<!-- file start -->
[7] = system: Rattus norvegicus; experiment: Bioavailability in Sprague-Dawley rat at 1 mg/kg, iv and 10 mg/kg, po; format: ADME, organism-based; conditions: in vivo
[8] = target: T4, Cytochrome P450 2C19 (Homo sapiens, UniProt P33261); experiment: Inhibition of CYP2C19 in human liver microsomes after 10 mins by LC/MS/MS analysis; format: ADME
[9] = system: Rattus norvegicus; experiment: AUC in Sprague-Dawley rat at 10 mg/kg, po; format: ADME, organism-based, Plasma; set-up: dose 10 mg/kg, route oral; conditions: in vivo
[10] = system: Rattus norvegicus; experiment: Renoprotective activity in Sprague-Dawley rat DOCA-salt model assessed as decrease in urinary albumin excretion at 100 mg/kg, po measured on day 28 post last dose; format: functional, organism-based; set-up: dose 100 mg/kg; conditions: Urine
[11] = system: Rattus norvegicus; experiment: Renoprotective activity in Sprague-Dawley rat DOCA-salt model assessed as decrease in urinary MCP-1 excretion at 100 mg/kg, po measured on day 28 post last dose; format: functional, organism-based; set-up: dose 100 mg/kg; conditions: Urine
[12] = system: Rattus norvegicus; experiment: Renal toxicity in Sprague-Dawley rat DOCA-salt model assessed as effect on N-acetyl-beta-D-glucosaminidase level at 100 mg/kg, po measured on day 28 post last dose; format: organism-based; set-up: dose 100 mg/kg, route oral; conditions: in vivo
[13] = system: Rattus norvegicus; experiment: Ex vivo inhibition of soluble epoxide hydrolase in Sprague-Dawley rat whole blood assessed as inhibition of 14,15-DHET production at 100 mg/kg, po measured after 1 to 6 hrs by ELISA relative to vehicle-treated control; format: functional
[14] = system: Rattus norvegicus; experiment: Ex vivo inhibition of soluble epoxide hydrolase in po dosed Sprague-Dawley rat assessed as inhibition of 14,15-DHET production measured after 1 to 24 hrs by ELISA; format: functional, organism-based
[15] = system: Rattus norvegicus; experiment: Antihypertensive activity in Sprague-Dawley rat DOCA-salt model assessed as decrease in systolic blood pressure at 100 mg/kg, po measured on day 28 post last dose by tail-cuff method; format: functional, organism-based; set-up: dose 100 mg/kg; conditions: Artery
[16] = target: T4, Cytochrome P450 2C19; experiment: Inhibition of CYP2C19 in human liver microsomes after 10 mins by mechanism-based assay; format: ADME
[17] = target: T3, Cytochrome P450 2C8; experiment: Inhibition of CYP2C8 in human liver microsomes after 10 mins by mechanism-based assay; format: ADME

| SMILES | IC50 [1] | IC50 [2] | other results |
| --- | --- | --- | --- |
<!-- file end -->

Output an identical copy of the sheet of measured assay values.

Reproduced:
[7] = system: Rattus norvegicus; experiment: Bioavailability in Sprague-Dawley rat at 1 mg/kg, iv and 10 mg/kg, po; format: ADME, organism-based; conditions: in vivo
[8] = target: T4, Cytochrome P450 2C19 (Homo sapiens, UniProt P33261); experiment: Inhibition of CYP2C19 in human liver microsomes after 10 mins by LC/MS/MS analysis; format: ADME
[9] = system: Rattus norvegicus; experiment: AUC in Sprague-Dawley rat at 10 mg/kg, po; format: ADME, organism-based, Plasma; set-up: dose 10 mg/kg, route oral; conditions: in vivo
[10] = system: Rattus norvegicus; experiment: Renoprotective activity in Sprague-Dawley rat DOCA-salt model assessed as decrease in urinary albumin excretion at 100 mg/kg, po measured on day 28 post last dose; format: functional, organism-based; set-up: dose 100 mg/kg; conditions: Urine
[11] = system: Rattus norvegicus; experiment: Renoprotective activity in Sprague-Dawley rat DOCA-salt model assessed as decrease in urinary MCP-1 excretion at 100 mg/kg, po measured on day 28 post last dose; format: functional, organism-based; set-up: dose 100 mg/kg; conditions: Urine
[12] = system: Rattus norvegicus; experiment: Renal toxicity in Sprague-Dawley rat DOCA-salt model assessed as effect on N-acetyl-beta-D-glucosaminidase level at 100 mg/kg, po measured on day 28 post last dose; format: organism-based; set-up: dose 100 mg/kg, route oral; conditions: in vivo
[13] = system: Rattus norvegicus; experiment: Ex vivo inhibition of soluble epoxide hydrolase in Sprague-Dawley rat whole blood assessed as inhibition of 14,15-DHET production at 100 mg/kg, po measured after 1 to 6 hrs by ELISA relative to vehicle-treated control; format: functional
[14] = system: Rattus norvegicus; experiment: Ex vivo inhibition of soluble epoxide hydrolase in po dosed Sprague-Dawley rat assessed as inhibition of 14,15-DHET production measured after 1 to 24 hrs by ELISA; format: functional, organism-based
[15] = system: Rattus norvegicus; experiment: Antihypertensive activity in Sprague-Dawley rat DOCA-salt model assessed as decrease in systolic blood pressure at 100 mg/kg, po measured on day 28 post last dose by tail-cuff method; format: functional, organism-based; set-up: dose 100 mg/kg; conditions: Artery
[16] = target: T4, Cytochrome P450 2C19; experiment: Inhibition of CYP2C19 in human liver microsomes after 10 mins by mechanism-based assay; format: ADME
[17] = target: T3, Cytochrome P450 2C8; experiment: Inhibition of CYP2C8 in human liver microsomes after 10 mins by mechanism-based assay; format: ADME

| SMILES | IC50 [1] | IC50 [2] | other results |
| --- | --- | --- | --- |